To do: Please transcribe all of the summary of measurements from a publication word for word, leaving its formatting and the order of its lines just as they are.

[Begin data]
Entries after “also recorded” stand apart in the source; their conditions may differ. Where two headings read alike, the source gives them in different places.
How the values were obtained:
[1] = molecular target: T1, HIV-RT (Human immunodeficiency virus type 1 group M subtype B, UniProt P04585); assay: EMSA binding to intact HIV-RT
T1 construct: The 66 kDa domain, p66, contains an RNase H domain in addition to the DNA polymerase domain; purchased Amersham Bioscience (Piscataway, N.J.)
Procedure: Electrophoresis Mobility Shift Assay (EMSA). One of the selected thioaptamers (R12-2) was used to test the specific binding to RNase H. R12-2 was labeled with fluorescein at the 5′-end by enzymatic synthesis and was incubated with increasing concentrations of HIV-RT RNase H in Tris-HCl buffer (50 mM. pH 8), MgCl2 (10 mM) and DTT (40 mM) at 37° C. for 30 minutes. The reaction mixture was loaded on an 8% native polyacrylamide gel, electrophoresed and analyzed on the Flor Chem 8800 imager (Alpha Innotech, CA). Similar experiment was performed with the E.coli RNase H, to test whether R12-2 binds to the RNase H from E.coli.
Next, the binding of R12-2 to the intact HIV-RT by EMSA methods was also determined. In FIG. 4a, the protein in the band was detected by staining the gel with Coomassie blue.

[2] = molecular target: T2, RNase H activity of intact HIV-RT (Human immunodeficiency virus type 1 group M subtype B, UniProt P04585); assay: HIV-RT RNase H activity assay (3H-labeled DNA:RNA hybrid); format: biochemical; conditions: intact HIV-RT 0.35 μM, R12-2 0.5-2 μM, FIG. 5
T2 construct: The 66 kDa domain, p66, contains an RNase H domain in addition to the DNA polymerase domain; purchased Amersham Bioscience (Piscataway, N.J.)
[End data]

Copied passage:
Entries after “also recorded” stand apart in the source; their conditions may differ. Where two headings read alike, the source gives them in different places.
How the values were obtained:
[1] = molecular target: T1, HIV-RT (Human immunodeficiency virus type 1 group M subtype B, UniProt P04585); assay: EMSA binding to intact HIV-RT
T1 construct: The 66 kDa domain, p66, contains an RNase H domain in addition to the DNA polymerase domain; purchased Amersham Bioscience (Piscataway, N.J.)
Procedure: Electrophoresis Mobility Shift Assay (EMSA). One of the selected thioaptamers (R12-2) was used to test the specific binding to RNase H. R12-2 was labeled with fluorescein at the 5′-end by enzymatic synthesis and was incubated with increasing concentrations of HIV-RT RNase H in Tris-HCl buffer (50 mM. pH 8), MgCl2 (10 mM) and DTT (40 mM) at 37° C. for 30 minutes. The reaction mixture was loaded on an 8% native polyacrylamide gel, electrophoresed and analyzed on the Flor Chem 8800 imager (Alpha Innotech, CA). Similar experiment was performed with the E.coli RNase H, to test whether R12-2 binds to the RNase H from E.coli.
Next, the binding of R12-2 to the intact HIV-RT by EMSA methods was also determined. In FIG. 4a, the protein in the band was detected by staining the gel with Coomassie blue.

[2] = molecular target: T2, RNase H activity of intact HIV-RT (Human immunodeficiency virus type 1 group M subtype B, UniProt P04585); assay: HIV-RT RNase H activity assay (3H-labeled DNA:RNA hybrid); format: biochemical; conditions: intact HIV-RT 0.35 μM, R12-2 0.5-2 μM, FIG. 5
T2 construct: The 66 kDa domain, p66, contains an RNase H domain in addition to the DNA polymerase domain; purchased Amersham Bioscience (Piscataway, N.J.)